strlen(spnt_temp_6th_line)));
        
        sprintf(file_string,"%s%s%s%s%s%s%s</osm>\n",file_header,
                                            spnt_temp_1st_line,spnt_temp_2nd_line,
                                            spnt_temp_3rd_line,spnt_temp_4th_line,
                                            spnt_temp_5th_line,spnt_temp_6th_line);
                                            
        
        printf("%s",file_string);
        
        fputs(file_string,indexfile);
        
        //free all malloc
        
        free(spnt_temp_1st_line);
        free(spnt_temp_2nd_line);
        free(spnt_temp_3rd_line);
        free(spnt_temp_4th_line);
        free(spnt_temp_5th_line);
        free(spnt_temp_6th_line);
        free(file_string);
        
        return 0;
    }
    Thanks.

  2. #2
    C++ Witch laserlight's Avatar
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    A few comments:
    • #include <string.h> as you call strlen.
    • #include <stdlib.h> as you call malloc and free.
    • Do not cast the return value of malloc.
    • Avoid magic numbers like 17 by replacing them with named constants.
    • When calling malloc with sizeof, you often can avoid writing an incorrect sizeof by making use of the variable name. For example, instead of this, which is certainly wrong because you want sizeof(char) rather than sizeof(char*):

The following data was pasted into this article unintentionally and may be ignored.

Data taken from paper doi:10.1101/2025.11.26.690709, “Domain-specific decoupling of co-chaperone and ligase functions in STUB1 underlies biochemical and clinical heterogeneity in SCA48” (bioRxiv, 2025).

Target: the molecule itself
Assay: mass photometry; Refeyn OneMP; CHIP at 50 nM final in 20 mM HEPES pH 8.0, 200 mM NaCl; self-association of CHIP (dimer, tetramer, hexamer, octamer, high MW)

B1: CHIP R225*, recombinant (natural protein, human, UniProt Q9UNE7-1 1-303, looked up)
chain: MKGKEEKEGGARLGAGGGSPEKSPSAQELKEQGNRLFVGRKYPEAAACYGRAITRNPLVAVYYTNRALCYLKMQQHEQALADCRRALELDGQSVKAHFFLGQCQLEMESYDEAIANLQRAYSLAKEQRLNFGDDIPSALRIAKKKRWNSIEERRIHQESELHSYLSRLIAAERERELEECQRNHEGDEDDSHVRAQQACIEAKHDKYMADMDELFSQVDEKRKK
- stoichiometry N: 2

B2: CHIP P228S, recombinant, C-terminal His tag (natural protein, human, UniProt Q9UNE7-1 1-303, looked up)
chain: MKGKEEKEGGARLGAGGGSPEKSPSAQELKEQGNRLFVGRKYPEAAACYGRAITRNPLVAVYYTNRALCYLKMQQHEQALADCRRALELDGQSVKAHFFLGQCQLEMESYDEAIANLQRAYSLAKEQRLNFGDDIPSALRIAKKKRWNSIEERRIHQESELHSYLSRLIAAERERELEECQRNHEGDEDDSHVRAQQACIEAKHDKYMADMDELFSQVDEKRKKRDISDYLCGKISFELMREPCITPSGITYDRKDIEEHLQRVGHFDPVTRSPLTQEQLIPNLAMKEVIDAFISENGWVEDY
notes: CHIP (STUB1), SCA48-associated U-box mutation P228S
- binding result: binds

Code:
      spnt_temp_1st_line = (char *) malloc(17 + sizeof(char*) * (strlen(first_line)));
      write:
      Code:
      spnt_temp_1st_line = malloc(17 + sizeof(*spnt_temp_1st_line) * (strlen(first_line)));
      This may still be wrong though: does the magic number 17 take into account the null character? Furthermore, since you are using sizeof, you are not assuming that spnt_temp_1st_line is a pointer to char, since sizeof(char) == 1 is always true. Therefore, you should more correctly write:
      Code:
      spnt_temp_1st_line = malloc(sizeof(*spnt_temp_1st_line) * (17 + strlen(first_line)));


    Quote Originally Posted by merafiq
    With concern of buffer overflow, memory leaks and/or having invalid pointer issue, change of pointer to garbage etc.

    I didn't use realloc & strcat to avoid such problem in this program.
    That's fine, but your approach of having spnt_temp_1st_line, ..., spnt_temp_6th_line looks too cumbersome. You should be able to calculate the amount of space needed and do just one malloc call, then build the string using that one dynamic array. In fact, you are already doing this with file_string.
    Quote Originally Posted by Bjarne Stroustrup (2000-10-14)
    I get maybe two dozen requests for help with some sort of programming or design problem every day. Most have more sense than to send me hundreds of lines of code. If they do, I ask them to find the smallest example that exhibits the problem and send me that. Mostly, they then find the error themselves. "Finding the smallest program that demonstrates the error" is a powerful debugging tool.
    Look up a C++ Reference and learn How To Ask Questions The Smart Way

  3. #3
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    Hi,
    Many thanks for your reply.
    I've count alike, lat + lon both taken 8 character = 16 + 1 NULL = 17.
    [not sure whether its correct]

    Now, I endup as below ->